Before you say, oh god, what a nightmare managing rental property is, let me say I have learned and you can too, how to make property management simple and profitable.

In fact, for those who understand and implement  a solid rental management plan correctly and continue investing wisely in cash flowing residential multifamily properties will find that their hourly pay time for managing  their rental properties is extremely lucrative.

Needless to say, I personally strongly advise against hiring a management company for residential rental property.

Lets address who is actually going to be fixing  broken items or doing the required maintenance?

You, the owner, your payroll help, a hired handyman, who is going to actually be doing the physical work for fixing and maintaining your rental units. Why is it important to have this be part of your rental property management plan?

Well, what you don’t want is having every time something needs to be repaired become a stressful costly headache.

By knowing who is going to be doing the repairs  ahead of time, through your rental maintenance plan, you eliminate two potential problems.

One, when a problem does occur, your somewhat prepared by having had developed a list of contacts ahead of time. Secondly, being prepared like this, tremendously reduces stress and makes managing your rental property easy.

Hopefully you see the importance of knowing ahead of time who is responsible for and who is actually going to be doing the maintenance work. 

Later, I’ll tell you the third important key for a cost effective, easy to implement  rental property management plan.

A few additional things to consider regarding rental property management. If your just starting out and you buy a multifamily house, and your a  hands on type person you may want to do as much of the maintenance and repairs as possible.

If you go on to keep investing in multifamily houses you’ll find actually doing the physical maintaining of your income properties to burdensome.

Understand that managing rental properties and doing the physical work are two different things.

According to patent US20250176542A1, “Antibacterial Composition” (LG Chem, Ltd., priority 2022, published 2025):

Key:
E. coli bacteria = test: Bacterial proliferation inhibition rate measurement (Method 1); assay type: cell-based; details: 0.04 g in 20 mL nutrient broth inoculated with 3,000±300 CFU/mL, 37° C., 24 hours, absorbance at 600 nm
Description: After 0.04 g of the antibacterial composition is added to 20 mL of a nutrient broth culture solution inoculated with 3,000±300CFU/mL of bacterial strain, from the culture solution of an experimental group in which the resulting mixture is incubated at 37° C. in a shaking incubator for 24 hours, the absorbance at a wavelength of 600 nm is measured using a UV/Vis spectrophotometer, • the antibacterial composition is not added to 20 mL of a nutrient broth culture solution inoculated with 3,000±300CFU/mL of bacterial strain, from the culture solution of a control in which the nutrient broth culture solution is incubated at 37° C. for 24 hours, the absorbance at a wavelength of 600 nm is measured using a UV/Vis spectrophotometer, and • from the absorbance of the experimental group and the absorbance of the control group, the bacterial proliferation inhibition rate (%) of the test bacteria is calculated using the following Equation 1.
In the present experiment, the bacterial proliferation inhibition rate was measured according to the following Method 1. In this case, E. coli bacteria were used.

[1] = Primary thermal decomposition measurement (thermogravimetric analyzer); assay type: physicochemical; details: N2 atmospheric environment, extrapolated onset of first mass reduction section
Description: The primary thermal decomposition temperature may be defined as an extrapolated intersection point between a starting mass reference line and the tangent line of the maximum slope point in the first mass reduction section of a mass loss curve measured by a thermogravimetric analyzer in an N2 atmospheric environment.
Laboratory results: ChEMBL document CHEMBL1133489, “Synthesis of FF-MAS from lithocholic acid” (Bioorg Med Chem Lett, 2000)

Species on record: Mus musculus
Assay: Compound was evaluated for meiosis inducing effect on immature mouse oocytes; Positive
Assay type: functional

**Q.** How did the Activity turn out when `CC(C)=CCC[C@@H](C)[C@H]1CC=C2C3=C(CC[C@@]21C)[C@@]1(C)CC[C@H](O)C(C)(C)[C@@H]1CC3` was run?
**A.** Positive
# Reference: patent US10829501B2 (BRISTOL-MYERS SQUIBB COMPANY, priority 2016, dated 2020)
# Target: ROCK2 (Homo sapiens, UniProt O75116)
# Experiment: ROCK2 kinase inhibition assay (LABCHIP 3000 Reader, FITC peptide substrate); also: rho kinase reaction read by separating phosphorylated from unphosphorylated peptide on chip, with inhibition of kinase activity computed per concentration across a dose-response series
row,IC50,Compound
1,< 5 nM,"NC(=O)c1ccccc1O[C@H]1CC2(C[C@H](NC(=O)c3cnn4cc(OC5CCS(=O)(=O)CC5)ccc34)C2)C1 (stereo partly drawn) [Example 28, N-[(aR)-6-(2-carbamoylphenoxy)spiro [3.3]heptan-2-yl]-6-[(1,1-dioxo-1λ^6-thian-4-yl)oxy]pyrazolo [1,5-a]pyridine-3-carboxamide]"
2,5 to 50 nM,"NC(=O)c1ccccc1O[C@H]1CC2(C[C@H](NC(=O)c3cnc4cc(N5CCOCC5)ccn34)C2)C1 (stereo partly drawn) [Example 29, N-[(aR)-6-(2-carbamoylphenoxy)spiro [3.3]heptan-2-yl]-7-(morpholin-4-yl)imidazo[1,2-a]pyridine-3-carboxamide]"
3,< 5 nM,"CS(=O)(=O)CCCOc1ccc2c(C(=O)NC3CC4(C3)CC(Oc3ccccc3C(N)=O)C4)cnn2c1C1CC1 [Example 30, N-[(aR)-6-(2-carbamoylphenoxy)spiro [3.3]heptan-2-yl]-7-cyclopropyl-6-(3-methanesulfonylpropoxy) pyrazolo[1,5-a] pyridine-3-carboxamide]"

If you decide to hire a maintenance man or handyman to do the maintenance, ask around local hardware stores for referrals or ask people in a Home depot or Lowes. They’re not supposed to refer people but I have been pleasantly surprised how many people moonlight or know someone fair priced and reliable.

Look in a local paper for a handy man you can enlist to do the maintenance. Call a few people placing adds, not big print adds, rather the small adds and tell them what kind of help your looking for. Listen to them give their spiel, ask questions and ask if they can offer you anyone who they worked for in past as a recommendation. If they check out tell them you’ll be giving them a call when you need them.

Personally, I do not recommend hiring an outside company to do your rental property management.

Another great place to get names of reliable people to do your repairs and maintenance is through your local REIA group. The more names and numbers for cost effective, reliable maintenance men, the better. Put their names, numbers and what they do into your cell phone or keep them in a special book. I’m sure I’m not the first or last person to put a name and number in a book and later not remember who they are or what they do!

Who might you want to have on your rental property maintenance list before you even need them? A few general handymen, a furnace repair man unless you  want to get repair contracts from the gas company if your property heats by gas, an exterminator ( I actually have contracts for quarterly prevention with exterminator on all my units), an appliance repair man if you supply appliances, a plumber, a drain cleaning company and someone to shovel or plow your dwellings.

If you went on to own a lot of multifamily units, you may want to considering hiring someone on full time for doing the physical maintenance work. Personally I prefer having a large network of contacts I can call on for maintenance and repair work over having employees.

If you follow these rental property management guidelines, managing your cash flow units is simply a very profitable job of receiving and making phone calls.